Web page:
question, writing the question at the top and creating columns for each possible response. For example, for a question in an activity log about how many people picked up particular brochures, you could create these columns: 0, 1–5, 6–10, 11–15, 16–20, and >20. Then record the response from each log by making a check mark in the appropriate column. Tally the check marks in each column, and calculate the percentage of partici- pants who gave each type of response.
Educational materials for the public and for patients often are routed to their intended audiences through health professionals or other individuals or organizations that can communicate for you. These intermediaries act as gatekeepers, controlling the distribution channels that reach your audiences. Their approval or disapproval of your materials can be a critical factor in your program’s success. If they don’t like a poster or don’t believe it’s credible or scientifically accurate, it may never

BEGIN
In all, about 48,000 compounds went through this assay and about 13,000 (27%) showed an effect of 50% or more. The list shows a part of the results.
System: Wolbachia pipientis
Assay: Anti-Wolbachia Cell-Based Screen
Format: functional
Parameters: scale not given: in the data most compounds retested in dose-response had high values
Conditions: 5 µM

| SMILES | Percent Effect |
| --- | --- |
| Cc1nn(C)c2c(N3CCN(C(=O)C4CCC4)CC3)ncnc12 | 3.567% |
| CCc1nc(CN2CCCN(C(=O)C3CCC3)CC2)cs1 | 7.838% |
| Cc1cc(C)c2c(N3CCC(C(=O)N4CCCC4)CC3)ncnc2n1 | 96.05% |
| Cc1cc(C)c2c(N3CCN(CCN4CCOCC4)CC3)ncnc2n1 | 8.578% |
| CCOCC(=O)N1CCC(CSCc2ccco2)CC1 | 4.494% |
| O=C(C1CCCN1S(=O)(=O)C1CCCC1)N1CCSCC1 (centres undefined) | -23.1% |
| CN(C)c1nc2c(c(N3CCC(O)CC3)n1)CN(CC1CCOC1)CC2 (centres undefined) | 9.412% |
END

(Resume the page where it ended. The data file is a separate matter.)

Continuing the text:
reach your audience.
Gatekeeper review of rough materials should be considered part of the pretesting process, although it’s no substitute for pretesting materials with audience members. It’s also no substitute for obtaining clearances or expert review for technical accuracy; that should be done before pretesting. Sometimes telling the
Chapter 3: Gaining and Using Target Audience Insights
gatekeeper that technical experts have review- ed the material for accuracy will reassure them and may speed approval of your message.
How you obtain gatekeeper reviews depends on your resources, including time and budget. Two methods are common:
Self-administered questionnaires. Gatekeepers are sent the materials and the questionnaire at the same time. (See Appendix 3.5 for an example.)
Interviewer-administered questionnaires. Typicall , an appointment for the inter- view is scheduled with the gatekeeper, and the materials are sent for review in advance.
Questionnaires should be written to ask about overall reactions to the materials, including an assessment of whether the information is appropriate and useful.
In some cases, a formal questionnaire might not be feasible, especially if you don’t think the gatekeeper will take the time to fill it out. Arrange a telephone or personal conversation or a meeting to review the materials. Consider in advance which questions you want to ask,
and bring a list of these questions with you. One advantage of this approach is that you can use the discussion with gatekeepers to intro- duce them to your program and to ask if they want to become involved.